*To view the figures and tables associated with this article, please refer to the flipbook above.*

June 2017

### Per 2015 WFCM and 2015 SDPWS

In this article, a wood frame shear wall is analyzed and compared per American Wood Council’s 2015 *Wood Frame Construction Manual* (WFCM) and 2015 *Special Design Provisions for Wind and Seismic* (SDPWS). The difference between the segmented and perforated shear wall design approach and an overview of various hold-down design methods is discussed. Designers will likely find that the 2015 WFCM contains time-saving features for calculation of loads and design of shear walls and other building systems and components within the scope of the document.

## 2015 WFCM

The 2015 WFCM is referenced in both the 2015 *International Residential Code* (IRC) and the 2015 *International Building Code* (IBC). The WFCM includes prescriptive and engineered design provisions for wood wall, floor, and roof systems and their connections. A range of structural elements is covered, including sawn lumber, structural glued laminated timber, wood structural sheathing, I-joists, and trusses. While the WFCM is geared primarily to one- and two-family dwellings, IBC 2309 also allows the WFCM to be used for small commercial applications assigned to Risk Categories I and II. As an example, a single-story, slab-on-grade, light commercial structure with building length and width less than 80 feet (i.e., restaurants, office buildings, etc.) could be designed for lateral (wind or seismic) and gravity loads per the WFCM.

### ASCE 7-10 Load Provisions

Tabulated engineered and prescriptive design provisions in WFCM Chapters 2 and 3, respectively, are based on the following loads from ASCE 7-10 *Minimum Design Loads for Buildings and Other Structures*:

- 0 to 70 psf ground snow loads
- 110 to 195 mph 700-year return period 3-second gust basic wind speeds
- Seismic Design Categories A – D

Additional information concerning changes to 2015 WFCM appeared in STRUCTURE magazine’s February 2015 issue.

## 2015 SDPWS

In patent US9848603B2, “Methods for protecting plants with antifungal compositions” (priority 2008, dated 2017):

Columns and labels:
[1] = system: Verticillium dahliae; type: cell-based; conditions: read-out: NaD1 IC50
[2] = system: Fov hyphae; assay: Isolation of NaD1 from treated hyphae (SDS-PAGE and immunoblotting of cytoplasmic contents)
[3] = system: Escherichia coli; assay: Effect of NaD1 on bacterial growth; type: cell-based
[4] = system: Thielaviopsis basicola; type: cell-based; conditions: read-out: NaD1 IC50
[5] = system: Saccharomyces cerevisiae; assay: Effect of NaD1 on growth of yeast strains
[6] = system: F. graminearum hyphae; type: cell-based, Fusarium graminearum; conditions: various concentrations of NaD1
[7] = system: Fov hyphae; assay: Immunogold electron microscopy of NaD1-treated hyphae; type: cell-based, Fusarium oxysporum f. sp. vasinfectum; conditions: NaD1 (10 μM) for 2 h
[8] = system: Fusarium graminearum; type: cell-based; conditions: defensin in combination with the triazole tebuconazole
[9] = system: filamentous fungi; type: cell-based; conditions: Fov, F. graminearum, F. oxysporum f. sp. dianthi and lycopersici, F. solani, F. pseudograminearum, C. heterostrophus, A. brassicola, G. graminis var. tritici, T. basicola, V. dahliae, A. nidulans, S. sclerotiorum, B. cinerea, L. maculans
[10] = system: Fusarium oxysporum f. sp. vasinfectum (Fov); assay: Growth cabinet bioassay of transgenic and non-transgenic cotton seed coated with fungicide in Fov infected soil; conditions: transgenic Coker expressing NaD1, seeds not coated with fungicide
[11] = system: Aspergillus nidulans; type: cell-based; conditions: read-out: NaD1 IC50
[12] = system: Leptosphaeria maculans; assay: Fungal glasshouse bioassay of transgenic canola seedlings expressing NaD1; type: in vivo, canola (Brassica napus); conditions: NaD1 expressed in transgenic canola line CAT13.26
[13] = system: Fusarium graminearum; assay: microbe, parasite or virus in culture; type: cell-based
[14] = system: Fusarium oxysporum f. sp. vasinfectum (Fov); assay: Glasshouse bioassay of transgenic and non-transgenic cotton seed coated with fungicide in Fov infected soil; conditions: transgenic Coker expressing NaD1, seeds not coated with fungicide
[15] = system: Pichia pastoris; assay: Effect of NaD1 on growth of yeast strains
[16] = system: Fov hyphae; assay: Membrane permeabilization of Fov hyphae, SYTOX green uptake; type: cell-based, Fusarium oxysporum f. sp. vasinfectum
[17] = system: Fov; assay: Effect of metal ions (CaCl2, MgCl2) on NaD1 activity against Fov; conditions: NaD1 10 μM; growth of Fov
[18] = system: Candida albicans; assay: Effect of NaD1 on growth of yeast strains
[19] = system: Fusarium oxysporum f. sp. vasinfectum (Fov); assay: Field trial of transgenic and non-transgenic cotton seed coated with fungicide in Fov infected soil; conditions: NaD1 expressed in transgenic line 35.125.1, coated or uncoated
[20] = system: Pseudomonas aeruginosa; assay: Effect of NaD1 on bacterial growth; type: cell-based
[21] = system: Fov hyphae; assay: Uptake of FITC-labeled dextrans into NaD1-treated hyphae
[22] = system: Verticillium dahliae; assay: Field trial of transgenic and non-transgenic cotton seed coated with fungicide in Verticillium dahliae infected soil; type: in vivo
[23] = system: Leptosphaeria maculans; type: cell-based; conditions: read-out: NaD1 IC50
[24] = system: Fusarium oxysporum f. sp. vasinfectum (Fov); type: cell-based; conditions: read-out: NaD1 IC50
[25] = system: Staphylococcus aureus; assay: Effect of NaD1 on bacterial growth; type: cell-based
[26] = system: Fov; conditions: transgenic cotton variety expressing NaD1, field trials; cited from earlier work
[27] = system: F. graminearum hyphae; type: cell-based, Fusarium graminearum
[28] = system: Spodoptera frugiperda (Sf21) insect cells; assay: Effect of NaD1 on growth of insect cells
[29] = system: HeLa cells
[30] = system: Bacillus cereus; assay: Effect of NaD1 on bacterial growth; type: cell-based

The 2015 SDPWS contains provisions for design of wood members, fasteners, and assemblies to resist wind and seismic forces and is referenced in the 2015 IBC Chapter 23 on wood for the design of lateral force resisting systems. It contains many updated provisions to provide consistency with ASCE 7-10 and is also referenced in ASCE 7-16. Additional information concerning changes to 2015 SDPWS appeared in STRUCTURE magazine’s July 2015 issue.

To facilitate the following design example, a free non-printable PDF version of the 2015 SDPWS and 2015 WFCM is available from the AWC website for those who do not already have a copy of the standards.

## Wood Shear Wall Design Example

The following design assumptions are used for development of a comparison of shear wall designs using the 2015 WFCM and 2015 SDPWS. Gypsum is assumed as interior shear wall sheathing, but the approach will show the difference when not including its capacity. Both the segmented shear wall (SSW) approach and perforated shear wall (PSW) approach are utilized and compared. Note this is not a comprehensive shear wall design. Issues such as deflection, wind uplift, base shear, and summing hold-downs from upper floors are not addressed.

### Summary of Design Assumptions

- 130 mph (700-yr, 3-second gust) Exposure B
- L=36 feet
- W=30 feet
- 5/12 roof pitch
- Top plate to ridge height = 6.25 feet
- 2-story
- 8-foot wall height
- 6.75-foot door height
- 4-foot window height
- Wood Structural Panel (WSP) Exterior Sheathing
- Vary interior walls – with and without ½-inch gypsum

*Figure 1* provides an elevation view showing window and door openings. Only first-floor shear walls and hold-downs will be analyzed in this example.

### 2015 WFCM Prescriptive – Segmented Shear Wall